Since we do everything else over the Web, it's not surprise that some doctors have turned to online appointments to consult patients with common and easily treatable diseases. In The Wall Street Journal, Benjamin Brewer, M.D. discusses the pros and cons of treating patients online. Brewer charges $30 for each phone consultation and online software compiles a comprehensive medical history for the patient. If the patient does end up coming into the office, the data is transferred to an EMR. Brewer finds that the system saves time and that many patients are more comfortable dealing with personal problems online rather than discussing them face-to-face.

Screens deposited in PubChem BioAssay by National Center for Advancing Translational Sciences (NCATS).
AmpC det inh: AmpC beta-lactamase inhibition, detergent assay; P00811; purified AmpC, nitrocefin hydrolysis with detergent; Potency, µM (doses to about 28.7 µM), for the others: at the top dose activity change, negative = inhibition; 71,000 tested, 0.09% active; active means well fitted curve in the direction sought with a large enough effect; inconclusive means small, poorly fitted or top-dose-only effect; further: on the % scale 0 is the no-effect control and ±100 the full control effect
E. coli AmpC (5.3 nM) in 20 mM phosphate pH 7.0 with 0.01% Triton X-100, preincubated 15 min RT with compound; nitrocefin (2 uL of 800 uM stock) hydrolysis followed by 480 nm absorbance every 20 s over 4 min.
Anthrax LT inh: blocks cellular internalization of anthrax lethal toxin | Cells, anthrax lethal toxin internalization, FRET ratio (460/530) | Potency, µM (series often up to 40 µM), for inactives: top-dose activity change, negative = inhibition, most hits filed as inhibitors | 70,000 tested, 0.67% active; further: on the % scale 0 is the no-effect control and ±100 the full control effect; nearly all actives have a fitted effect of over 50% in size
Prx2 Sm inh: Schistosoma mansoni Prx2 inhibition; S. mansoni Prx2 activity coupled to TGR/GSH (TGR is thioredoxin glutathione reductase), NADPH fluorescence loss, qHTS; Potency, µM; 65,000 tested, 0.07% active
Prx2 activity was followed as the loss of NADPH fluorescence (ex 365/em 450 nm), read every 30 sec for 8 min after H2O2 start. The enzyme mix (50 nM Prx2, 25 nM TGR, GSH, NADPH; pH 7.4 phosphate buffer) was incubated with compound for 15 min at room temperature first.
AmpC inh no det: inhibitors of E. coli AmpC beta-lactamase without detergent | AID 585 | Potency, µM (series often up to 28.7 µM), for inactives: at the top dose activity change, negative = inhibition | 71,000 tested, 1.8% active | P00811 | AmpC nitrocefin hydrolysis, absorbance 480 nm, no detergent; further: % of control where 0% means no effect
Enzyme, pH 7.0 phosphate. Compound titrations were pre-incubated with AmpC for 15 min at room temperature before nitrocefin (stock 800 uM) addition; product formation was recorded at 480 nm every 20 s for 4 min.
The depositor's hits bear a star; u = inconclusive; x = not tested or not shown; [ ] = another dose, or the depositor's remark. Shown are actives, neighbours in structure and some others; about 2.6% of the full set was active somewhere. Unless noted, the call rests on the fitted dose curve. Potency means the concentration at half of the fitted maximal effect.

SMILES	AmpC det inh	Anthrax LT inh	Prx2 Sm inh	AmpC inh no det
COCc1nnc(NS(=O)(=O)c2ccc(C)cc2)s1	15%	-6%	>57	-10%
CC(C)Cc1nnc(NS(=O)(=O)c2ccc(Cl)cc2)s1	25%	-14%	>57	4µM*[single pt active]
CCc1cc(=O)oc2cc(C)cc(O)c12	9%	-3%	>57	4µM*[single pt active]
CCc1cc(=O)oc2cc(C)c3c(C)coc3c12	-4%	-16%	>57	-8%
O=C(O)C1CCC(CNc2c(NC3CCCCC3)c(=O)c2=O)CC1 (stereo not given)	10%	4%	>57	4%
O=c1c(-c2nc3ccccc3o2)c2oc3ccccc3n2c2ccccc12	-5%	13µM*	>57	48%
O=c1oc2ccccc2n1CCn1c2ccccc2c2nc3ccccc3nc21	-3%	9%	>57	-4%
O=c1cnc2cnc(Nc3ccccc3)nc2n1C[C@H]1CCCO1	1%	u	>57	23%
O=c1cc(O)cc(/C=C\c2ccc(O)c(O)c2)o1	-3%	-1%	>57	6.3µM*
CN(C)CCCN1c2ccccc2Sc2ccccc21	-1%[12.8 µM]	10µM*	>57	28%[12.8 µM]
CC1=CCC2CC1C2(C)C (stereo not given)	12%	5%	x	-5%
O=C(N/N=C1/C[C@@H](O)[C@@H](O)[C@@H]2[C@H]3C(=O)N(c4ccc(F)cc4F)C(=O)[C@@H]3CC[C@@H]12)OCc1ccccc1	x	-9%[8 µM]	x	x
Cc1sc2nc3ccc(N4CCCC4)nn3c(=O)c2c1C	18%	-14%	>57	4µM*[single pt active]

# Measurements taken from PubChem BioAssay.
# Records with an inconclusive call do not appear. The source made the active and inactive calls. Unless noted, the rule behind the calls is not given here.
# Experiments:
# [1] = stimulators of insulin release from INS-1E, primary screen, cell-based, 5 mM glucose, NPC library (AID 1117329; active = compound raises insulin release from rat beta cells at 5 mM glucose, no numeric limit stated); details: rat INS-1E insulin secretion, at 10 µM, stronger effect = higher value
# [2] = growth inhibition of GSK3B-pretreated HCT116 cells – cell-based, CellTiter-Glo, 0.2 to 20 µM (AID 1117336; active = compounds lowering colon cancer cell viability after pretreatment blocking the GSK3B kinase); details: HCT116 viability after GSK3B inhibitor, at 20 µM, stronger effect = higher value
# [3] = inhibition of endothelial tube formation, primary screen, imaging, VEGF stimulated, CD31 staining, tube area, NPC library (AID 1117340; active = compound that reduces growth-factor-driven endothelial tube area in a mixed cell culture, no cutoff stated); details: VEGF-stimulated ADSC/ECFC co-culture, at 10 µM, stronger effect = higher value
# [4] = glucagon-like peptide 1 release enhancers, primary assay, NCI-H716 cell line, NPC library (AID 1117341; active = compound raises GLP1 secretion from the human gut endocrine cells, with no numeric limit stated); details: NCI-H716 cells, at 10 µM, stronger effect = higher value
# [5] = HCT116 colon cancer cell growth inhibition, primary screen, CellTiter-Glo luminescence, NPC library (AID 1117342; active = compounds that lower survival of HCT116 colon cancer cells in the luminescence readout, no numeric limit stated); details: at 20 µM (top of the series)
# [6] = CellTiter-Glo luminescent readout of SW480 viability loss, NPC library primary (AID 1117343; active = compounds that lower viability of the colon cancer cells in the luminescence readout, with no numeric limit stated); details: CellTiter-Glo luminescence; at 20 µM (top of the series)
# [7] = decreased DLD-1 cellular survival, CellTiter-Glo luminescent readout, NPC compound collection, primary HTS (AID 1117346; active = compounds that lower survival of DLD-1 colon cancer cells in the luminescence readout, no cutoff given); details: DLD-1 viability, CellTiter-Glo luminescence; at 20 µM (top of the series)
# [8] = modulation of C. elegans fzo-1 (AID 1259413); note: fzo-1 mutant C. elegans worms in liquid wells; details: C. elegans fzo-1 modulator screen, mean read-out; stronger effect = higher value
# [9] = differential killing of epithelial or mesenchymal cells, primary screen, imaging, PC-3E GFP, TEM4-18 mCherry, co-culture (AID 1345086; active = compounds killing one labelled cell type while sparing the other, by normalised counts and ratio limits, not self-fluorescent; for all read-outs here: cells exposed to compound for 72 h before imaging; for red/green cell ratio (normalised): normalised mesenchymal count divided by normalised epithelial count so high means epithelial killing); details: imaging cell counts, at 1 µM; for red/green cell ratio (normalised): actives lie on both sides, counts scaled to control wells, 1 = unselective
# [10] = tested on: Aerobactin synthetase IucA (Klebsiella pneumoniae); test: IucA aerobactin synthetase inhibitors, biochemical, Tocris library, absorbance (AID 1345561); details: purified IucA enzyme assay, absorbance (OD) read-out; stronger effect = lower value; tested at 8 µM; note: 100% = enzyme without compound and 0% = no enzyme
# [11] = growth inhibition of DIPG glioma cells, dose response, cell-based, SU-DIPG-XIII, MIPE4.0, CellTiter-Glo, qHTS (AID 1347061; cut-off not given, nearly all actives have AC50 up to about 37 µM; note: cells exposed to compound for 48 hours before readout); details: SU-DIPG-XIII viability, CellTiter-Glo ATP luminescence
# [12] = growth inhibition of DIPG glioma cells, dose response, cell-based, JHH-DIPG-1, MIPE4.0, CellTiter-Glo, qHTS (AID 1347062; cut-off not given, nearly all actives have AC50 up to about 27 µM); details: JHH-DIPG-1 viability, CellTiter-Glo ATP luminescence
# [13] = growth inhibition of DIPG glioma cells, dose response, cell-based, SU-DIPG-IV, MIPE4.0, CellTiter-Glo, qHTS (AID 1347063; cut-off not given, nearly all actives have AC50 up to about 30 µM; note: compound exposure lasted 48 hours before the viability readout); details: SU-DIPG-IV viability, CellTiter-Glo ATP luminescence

Online treatment isn't for everyone though. Brewer notes that children in particular should be seen in an office and that being familiar with his patient's medical history is and important part of online treatment. Reimbursement is an issues since Medicare, Medicaid and many other health plans don't cover online appointments. Also, some doctors may also feel that the online model undermines the doctor-patient relationship, though Brewer dismisses that concern. But with the growing popularity of retail health clinics, Brewer notes that offering online services helps insure that he doesn't lose easily-treatable cases to the competition.
- for more, read this Wall Street Journal article